MIKE WALDEN COLUMN: Is it cheaper to live in North Carolina?
Published 11:05 am Monday, December 27, 2021
With the inflation rate at 40-year highs, coping with a higher cost-of-living is on our minds. Both households and businesses are considering strategies for dealing with higher prices. Cutting back on non-essentials, limiting travel, searching for bargains and working extra hours to earn more are some of the common ways of off-setting bigger expenses.
But anyone who travels – even within a single state like North Carolina – observes that prices are not the same everywhere. This is particularly the case for big-ticket items like the prices of homes and apartment rents.
Does this mean people living in different regions pay different prices for the same products and services? And if the answer is yes, are we lucky or unlucky to be living in North Carolina in terms of the prices we pay?
Answering the first question requires a tremendous amount of work. Hundreds of prices must be compared, making sure the comparisons are for the same products and services and the comparisons must be made repeatedly over time. Fortunately, the federal government’s Bureau of Economic Analysis (BEA) has taken on this task for over a decade.
BEA’s latest numbers are for 2019. The most expensive state to live in is Hawaii, with California and New York a close second and third. The cheapest state to live in is Mississippi, with Arkansas and Alabama the second and third cheapest.
North Carolina is the 19th lowest-cost state in the country, meaning there are 32 states (including the District of Columbia) more expensive than North Carolina. Among nearby states, Virginia, Florida and Georgia are more expensive, while South Carolina and Tennessee are less expensive (although only slightly).
The BEA numbers also reveal an urban-rural divide in North Carolina regarding prices, with rural areas winning for affordability. Average prices are nine percent higher in urban areas than in rural locations. But in one area – rent for shelter – rural areas really come up big. For the same sized dwelling with the same amenities, rents average 37 percent more in urban North Carolina than in rural North Carolina.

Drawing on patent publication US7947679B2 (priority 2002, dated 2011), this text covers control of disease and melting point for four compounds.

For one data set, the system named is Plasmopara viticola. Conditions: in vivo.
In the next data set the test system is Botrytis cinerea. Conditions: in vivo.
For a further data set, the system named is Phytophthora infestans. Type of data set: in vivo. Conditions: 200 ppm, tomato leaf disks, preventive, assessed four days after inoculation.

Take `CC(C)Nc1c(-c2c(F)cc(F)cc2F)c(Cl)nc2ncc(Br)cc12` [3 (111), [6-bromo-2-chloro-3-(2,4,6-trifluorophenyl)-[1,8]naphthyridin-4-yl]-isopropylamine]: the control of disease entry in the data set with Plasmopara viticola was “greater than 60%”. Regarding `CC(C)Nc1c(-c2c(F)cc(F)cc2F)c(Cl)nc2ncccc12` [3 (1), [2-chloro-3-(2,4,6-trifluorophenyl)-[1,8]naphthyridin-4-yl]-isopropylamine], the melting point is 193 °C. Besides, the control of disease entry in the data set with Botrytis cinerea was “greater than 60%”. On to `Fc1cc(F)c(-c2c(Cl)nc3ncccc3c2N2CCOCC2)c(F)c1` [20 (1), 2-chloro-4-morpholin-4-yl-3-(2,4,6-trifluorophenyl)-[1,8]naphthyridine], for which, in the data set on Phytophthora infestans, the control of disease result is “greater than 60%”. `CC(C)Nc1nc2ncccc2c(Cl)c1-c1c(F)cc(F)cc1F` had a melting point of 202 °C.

Today’s business recruitment often focuses on metropolitan areas. This is because those locations usually have talent from local universities, amenities to attract households and transportation networks from interstates and airports. This means that in vying for big companies, it’s often the Triad, Charlotte or the Triangle against Nashville, Austin or Washington, D.C., rather than North Carolina versus Tennessee, Texas or Virginia.
Yet here again, North Carolina’s big metros look good on cost. Compared to the national average in prices, Raleigh is four percent under, Durham is five percent less, Charlotte is six percent cheaper, Greensboro is 10 percent under and Winston-Salem is 11 percent less. Among the three competitive metros mentioned, only Nashville is in the same range at six percent under the national average. Austin is only one percent under the national average, and Washington is 17 percent above the national average.
The big take-away is that in today’s heightened awareness of what things cost, don’t assume your dollars will buy the same amount in different locations. The purchasing power of dollars varies by where you are. In general, items are cheaper in rural areas than in urban regions, and your dollar goes farther in North Carolina, the rest of the South, as well as in the Plains and Mountain states than in the Northeast, Midwest and Pacific Coast states.
This is a big reason why we’ve seen people and businesses migrating to North Carolina and other southern states in recent decades. Interestingly, despite the popularity of our state as a place to live and do business, North Carolina’s cost advantage has actually widened a bit in the last decade.
There’s one other important point to add about these regional price differences. If it’s costlier for a worker to live in an expensive city to do the same job as a worker living in a rural location, won’t the company pay the city worker more to compensate for their higher costs?
Logic would say yes, yet reality shows the logic here is not completely correct. Studies show that for two people doing the same job, the one living in the more expensive location is paid more, but not enough to make up for all of their higher costs. The reason is that some of those higher costs are related to benefits of the costlier location, like access to a wider range of amenities and personal services.
So, the next time you’re considering moving to a new region, use the data from the U.S. Bureau of Economic Analysis to compare the cost of the new location versus your current location. Businesses do this all the time. And what they have found is, North Carolina looks pretty good. Is this a big reason why our state is one of the fastest growing in the nation? You decide.
Mike Walden is a William Neal Reynolds Distinguished Professor Emeritus at North Carolina State University.